After Five Years – Supreme Court Brief Finally Completed!

Over five years ago, I began an unprecedented effort to obtain criminal restitution for victims of child pornography and online exploitation. A few minutes ago, our United States Supreme Court brief was finally delivered to the printer. The oral argument in this groundbreaking case is scheduled for January 22, 2014.

When I began this journey, I didn’t really realize or appreciate how long and how difficult it would be. Earlier this year I counted the number of words in just the appellate briefs and motions which are well over 600,000. Long days, endless nights, sometimes working 40 hours at a time with 3 hours of sleep; it has been a seemingly ceaseless torrent of briefs, motions, papers, words, thoughts, ideas, hopes and frustrations.

Now that we are near the end, I want to thank all of you for your support and encouragement. Everyone involved in this achievement has been vital to its success. Especially to my law partners and interns and volunteers both here and across the globe, I extend a sincere Thank You! with even greater successes to come!!!

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James R. Marsh
A University of Michigan Law School graduate, James represents victims of campus sexual assault and rape; Title IX violations; sex abuse in schools, colleges, churches, and government and military institutions; online sexual exploitation; child pornography; sextortion, and revenge porn.His case on compensation for victims of child pornography in federal criminal restitution proceedings was recently decided by the United States Supreme Court. That case, United States v. Paroline, led to the Amy and Vicky Child Pornography Victim Restitution Improvement Act currently pending in the House and Senate.James founded the nationally recognized Children's Law Center in Washington, DC, and is an experienced trial attorney, and frequent commentator, lecturer, and Huffington Post Blogger. He now leads Marsh Law Firm in New York which is recognized worldwide for its work helping sexually abused survivors obtain justice and rebuild their lives with dignity and respect.

3 Replies to "After Five Years - Supreme Court Brief Finally Completed!"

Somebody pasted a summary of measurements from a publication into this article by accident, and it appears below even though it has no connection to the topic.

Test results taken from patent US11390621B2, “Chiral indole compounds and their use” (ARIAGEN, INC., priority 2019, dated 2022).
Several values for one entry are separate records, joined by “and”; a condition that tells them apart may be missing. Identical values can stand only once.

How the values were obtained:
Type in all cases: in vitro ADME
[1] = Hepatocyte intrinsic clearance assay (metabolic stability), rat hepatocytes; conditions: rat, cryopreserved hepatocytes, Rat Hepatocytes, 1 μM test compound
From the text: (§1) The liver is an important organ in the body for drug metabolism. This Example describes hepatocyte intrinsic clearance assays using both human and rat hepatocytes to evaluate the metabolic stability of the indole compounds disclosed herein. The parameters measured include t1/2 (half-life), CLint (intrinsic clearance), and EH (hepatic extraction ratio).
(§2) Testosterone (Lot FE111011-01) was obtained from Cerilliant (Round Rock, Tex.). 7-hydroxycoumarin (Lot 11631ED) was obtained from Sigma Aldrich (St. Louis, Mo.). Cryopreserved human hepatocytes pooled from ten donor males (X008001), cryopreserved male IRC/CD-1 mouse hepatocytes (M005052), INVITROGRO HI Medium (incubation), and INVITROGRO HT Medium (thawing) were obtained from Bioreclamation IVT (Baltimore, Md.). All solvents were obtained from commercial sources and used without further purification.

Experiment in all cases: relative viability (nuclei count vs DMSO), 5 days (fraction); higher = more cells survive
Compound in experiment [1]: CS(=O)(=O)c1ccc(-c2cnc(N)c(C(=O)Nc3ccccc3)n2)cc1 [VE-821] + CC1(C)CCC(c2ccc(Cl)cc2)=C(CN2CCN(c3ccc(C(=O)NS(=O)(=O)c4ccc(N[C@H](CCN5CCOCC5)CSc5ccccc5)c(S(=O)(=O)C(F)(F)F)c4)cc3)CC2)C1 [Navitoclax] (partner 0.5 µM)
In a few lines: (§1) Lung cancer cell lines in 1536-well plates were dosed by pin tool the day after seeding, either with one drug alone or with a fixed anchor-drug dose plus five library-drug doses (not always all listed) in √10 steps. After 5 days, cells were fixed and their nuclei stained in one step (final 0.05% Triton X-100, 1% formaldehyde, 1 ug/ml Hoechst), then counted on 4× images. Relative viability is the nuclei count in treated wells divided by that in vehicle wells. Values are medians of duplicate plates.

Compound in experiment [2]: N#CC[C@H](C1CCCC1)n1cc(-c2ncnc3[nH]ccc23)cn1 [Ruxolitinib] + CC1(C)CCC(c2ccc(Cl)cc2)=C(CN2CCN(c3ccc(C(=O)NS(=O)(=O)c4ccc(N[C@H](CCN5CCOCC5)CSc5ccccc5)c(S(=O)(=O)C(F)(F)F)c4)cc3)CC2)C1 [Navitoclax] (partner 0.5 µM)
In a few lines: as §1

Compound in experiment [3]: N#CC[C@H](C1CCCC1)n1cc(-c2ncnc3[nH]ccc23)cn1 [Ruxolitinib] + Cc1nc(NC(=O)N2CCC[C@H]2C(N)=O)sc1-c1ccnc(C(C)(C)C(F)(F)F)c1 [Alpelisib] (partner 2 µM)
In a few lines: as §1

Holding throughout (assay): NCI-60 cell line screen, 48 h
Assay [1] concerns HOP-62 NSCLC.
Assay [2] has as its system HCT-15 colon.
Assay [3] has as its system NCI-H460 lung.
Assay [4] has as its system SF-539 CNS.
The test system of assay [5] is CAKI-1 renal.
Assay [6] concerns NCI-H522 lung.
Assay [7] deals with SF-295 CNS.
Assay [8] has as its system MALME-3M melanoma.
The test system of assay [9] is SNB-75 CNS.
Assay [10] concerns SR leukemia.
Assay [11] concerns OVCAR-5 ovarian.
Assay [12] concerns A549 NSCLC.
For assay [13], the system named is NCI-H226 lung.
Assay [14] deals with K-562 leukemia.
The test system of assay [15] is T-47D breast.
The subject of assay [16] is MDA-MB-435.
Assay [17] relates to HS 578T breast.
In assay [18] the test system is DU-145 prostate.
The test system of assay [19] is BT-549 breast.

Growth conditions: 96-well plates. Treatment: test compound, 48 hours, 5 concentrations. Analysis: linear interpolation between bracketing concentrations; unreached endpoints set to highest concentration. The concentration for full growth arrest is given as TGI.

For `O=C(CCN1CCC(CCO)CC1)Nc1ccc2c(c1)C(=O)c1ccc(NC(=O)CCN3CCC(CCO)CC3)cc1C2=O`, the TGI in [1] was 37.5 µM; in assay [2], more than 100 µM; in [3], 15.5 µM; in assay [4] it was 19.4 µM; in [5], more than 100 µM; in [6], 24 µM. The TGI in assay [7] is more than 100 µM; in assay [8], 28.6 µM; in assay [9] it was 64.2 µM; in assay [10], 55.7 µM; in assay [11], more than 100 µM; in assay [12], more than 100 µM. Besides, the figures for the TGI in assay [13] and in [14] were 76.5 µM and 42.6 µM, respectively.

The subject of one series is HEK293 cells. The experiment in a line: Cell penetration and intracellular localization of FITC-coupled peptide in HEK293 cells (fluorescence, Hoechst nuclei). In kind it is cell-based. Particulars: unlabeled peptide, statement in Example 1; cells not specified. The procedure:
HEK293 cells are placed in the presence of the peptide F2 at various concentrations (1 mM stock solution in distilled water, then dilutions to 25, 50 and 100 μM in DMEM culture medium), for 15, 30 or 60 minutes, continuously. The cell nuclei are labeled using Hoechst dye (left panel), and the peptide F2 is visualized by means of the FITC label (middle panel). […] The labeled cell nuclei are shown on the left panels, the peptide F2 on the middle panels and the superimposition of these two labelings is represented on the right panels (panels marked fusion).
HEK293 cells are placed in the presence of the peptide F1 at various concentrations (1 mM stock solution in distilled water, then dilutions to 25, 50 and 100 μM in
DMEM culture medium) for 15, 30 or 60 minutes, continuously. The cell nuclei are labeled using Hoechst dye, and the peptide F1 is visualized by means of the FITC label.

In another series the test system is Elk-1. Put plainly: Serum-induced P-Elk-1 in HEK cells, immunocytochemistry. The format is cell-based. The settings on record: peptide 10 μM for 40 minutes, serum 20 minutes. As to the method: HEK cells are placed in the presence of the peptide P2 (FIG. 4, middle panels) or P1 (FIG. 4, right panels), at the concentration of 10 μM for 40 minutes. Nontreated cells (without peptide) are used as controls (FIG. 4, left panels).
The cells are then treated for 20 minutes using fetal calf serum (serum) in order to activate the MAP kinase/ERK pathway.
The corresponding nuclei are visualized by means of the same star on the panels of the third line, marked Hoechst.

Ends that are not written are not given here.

• Theresa Tredwell
    November 12, 2013 (2:27 am)
    Reply

    Dear Mr. Marsh,

    I was a victim of child pornography and child prostitution in the 1960s. I was given ECT (Electroconvulsive therapy) so often, most of the memories are wiped out but not the knowledge. My suburbanite parents made a lot of money off me, and my siblings, and now I’m on Social Security Disability and it’s infuriating.

    Anyway, I wanted to thank you for working so hard and for so long to help victimized children. You really give me hope that there are good people in the world helping children who get so defiled.

    Thank you for your work.
    Theresa C. Tredwell

  • K Sullivan
    November 18, 2013 (12:16 am)
    Reply

    My concern, after reading your announcement, is that many survivors of child (and sometimes adult) pornography are not allowed to have access to physical proofs of the crimes that were perpetrated against us – photos, films, etc. from the abuse. Other than suing perpetrators in civil court based on our recollections, what real justice is available to any of us? I’ve always been troubled by the fact that the evidence of porn shoots continues to be available to perpetrators and their customers for a price; and yet, the victims – who are acutely aware that their images and forced films are still available to predators – have no way of identifying and obtaining those proofs of our abuse. Surely there must be a solution to this problem, without violating the rights of other victims whose physical evidence of abuse is also still available through the Internet to predators and other customers. So many of us suffer from the long-term effects of such forms of abuse, and continue to feel violated by knowing our faces and images are still out there. Still possibly being sold for profit. While we experience no real recourse.


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